GREECE’S best-selling daily newspaper has put a spotlight on Scotland’s potential paths to independence, reporting that the nation will hold a referendum before 2023.
Today The National exclusively revealed the SNP’s plan to hold a referendum even if Boris Johnson rejects a Section 30 request, publishing Michael Russell’s full 11-point proposal.
Over in Europe the plan drew interest from Athens-based newspaper Ta Nea, which published an interview with Russell all about how Scotland aims to hold a new vote in the next few years.
The newspaper’s London correspondent, Yannis Andritsopoulos, told The National: “Greek media coverage on what’s going on in Scotland has been increased over the past few months – mainly because of Brexit.
“Many in Greece are wondering whether Scotland will leave the UK, just like the UK left the EU.”
He added that the topic is of particular interest this year because 2021 marks the 200th anniversary of the Greek War of Independence.
In the article Russell says indyref2 could take place within six months of legislation passing, adding he is convinced a referendum will happen in the next few years.
Following comments from Johnson that there shouldn’t be another vote for a generation – potentially until as late as 2055 – Russell told Ta Nea: “It is a ludicrous position for him to be in. He just sounds completely out of touch. If the people want a referendum, they will in the end have a referendum. Nothing that Boris Johnson says will stop that happening,”
Waiting decades for another chance to vote on Scotland’s future is “nonsensical” and a “stupid thing to say”, Russell added.
During the interview the Constitution Secretary criticised Westminster’s dismissal of 19 consecutive polls indicating majority support for independence.
“We are dealing with people who are making it up as they go along, because they are very frightened,” he commented. “Because they are frightened about the exercise of democracy. And when people are frightened of democracy, they are in the wrong.”
Discussing plans to return Scotland to the EU as an independent nation, Russell called on the Greek government to “guide” and “support” our journey.
“We hope that you will work with us as we join the EU to support a new member, to guide us on our way,” he said.
The journalist also pushed Russell on claims the 2014 vote was a “once-in-a-generation” opportunity.
The SNP president told the newspaper that this is a term politicians use “often” – but what is also significant is Brexit.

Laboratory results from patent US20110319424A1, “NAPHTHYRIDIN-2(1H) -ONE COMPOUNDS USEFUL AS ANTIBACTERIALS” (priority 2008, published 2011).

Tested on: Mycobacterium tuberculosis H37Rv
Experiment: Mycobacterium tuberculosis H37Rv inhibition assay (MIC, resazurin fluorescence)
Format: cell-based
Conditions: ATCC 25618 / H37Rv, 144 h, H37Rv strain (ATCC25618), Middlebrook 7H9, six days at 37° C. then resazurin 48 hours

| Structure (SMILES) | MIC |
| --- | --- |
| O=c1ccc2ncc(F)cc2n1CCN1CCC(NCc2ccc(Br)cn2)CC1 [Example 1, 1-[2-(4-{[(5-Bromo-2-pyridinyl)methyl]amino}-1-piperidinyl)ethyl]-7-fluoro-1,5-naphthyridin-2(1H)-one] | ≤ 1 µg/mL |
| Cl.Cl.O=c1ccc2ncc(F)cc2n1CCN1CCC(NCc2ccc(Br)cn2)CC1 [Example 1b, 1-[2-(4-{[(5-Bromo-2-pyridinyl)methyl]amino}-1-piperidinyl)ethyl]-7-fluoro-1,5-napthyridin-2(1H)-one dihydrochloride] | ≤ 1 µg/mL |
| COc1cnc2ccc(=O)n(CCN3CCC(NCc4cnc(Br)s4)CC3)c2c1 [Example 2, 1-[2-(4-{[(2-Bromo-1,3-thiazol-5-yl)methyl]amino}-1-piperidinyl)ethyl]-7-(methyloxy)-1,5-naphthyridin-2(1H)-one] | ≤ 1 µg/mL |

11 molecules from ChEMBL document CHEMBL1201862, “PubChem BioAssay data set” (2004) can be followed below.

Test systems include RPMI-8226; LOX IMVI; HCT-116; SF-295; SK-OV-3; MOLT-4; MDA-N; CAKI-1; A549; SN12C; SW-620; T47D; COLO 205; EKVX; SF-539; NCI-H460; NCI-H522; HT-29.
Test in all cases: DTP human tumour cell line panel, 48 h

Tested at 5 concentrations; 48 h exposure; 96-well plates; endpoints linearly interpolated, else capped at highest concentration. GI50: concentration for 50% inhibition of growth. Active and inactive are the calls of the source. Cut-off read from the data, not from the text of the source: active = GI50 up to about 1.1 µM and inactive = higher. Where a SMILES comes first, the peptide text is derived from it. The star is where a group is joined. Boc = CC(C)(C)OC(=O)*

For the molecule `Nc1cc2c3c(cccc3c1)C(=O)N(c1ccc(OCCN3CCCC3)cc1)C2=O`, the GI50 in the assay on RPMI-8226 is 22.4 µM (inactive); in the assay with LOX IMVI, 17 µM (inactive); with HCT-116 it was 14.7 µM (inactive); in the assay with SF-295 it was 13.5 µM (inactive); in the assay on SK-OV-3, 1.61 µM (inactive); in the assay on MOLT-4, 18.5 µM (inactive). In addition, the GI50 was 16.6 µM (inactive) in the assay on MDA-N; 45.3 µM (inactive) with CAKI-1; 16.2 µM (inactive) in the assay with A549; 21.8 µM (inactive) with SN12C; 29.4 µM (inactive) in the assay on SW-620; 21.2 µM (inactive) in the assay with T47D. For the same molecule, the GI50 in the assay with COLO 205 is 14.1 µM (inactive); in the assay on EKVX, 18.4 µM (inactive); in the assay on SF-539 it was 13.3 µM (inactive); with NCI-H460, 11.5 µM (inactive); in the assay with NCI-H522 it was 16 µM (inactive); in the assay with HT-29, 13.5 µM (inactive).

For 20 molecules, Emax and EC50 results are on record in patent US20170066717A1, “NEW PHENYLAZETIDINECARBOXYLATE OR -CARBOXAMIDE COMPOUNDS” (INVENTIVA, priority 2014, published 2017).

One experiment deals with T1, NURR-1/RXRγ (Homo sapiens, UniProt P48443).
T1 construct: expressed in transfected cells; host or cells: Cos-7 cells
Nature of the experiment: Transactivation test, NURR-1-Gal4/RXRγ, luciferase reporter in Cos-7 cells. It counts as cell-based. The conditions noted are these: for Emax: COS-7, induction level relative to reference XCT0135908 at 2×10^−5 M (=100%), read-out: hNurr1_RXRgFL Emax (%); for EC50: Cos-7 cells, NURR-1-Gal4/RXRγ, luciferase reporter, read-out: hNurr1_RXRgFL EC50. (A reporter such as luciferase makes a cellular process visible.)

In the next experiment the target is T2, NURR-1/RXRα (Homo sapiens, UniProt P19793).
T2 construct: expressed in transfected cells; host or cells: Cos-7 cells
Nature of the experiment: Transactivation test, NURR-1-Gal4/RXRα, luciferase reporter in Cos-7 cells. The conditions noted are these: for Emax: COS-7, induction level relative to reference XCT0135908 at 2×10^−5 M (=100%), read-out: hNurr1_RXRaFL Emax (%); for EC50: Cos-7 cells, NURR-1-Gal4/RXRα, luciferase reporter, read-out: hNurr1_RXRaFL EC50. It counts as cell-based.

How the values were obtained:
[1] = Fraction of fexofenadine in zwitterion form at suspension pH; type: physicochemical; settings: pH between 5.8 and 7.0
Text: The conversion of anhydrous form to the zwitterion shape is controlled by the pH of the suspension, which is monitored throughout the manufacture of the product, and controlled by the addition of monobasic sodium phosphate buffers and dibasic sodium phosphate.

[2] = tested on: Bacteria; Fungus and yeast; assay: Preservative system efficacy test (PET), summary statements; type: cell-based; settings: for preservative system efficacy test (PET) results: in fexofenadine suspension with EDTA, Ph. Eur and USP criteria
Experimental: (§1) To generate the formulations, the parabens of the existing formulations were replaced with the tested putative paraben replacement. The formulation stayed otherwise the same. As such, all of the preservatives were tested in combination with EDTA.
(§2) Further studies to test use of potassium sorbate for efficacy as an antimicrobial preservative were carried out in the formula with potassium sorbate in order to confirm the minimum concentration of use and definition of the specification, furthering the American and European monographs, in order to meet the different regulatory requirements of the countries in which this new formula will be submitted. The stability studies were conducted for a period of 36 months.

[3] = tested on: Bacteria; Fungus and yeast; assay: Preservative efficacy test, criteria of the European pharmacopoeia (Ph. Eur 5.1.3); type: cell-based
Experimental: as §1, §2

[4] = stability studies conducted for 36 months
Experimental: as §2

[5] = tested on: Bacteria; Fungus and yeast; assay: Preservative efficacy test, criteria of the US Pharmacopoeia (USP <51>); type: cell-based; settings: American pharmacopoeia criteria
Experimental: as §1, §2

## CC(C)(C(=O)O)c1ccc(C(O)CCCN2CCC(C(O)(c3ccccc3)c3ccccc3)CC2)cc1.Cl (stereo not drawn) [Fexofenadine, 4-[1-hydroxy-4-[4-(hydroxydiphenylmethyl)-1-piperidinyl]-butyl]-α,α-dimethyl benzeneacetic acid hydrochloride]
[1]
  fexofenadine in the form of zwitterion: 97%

“When I was re-elected to the Scottish Parliament in 2016 I stood on a manifesto, as all my colleagues did, which said if Scotland was taken out of the EU against its will that would be justification for another referendum.
“We said so, we told the voters that. The voters supported us in that. So that alone would say that something has changed.”
Asked for further details on how Scotland could achieve independence without consent from the Westminster Government, Russell explained: “I don’t think there’s any sense in me telling Boris Johnson what I would do next. Because he would simply try and anticipate that.
“But I postulate for your readers – you’re in a newspaper that serves a nation where democracy was founded – if people vote for something they will have that thing. And that’s it.”
The focus on Scotland’s path to independence comes after a number of European and global media outlets have increasing their coverage on the Union.
Last week First Minister Nicola Sturgeon and her push for indyref2 was profiled in Dutch newspaper De Volkscrant. The top daily paper wrote that if the SNP win a majority in May then a new vote on independence is “almost inevitable”.
Sturgeon was described in the piece as “serious, sober, euro-minded and progressive” – “quite different from the flamboyant, libertarian and risk-taking boarding school boy Johnson who has an unruly relationship with the truth”.
German, Italian, Spanish and French papers have also covered polls showing record-high Yes support in recent weeks.
Next week the First Minister will speak on independence, Brexit and the state of the Union at an online Irish Times event.
To read the full, translated interview click here.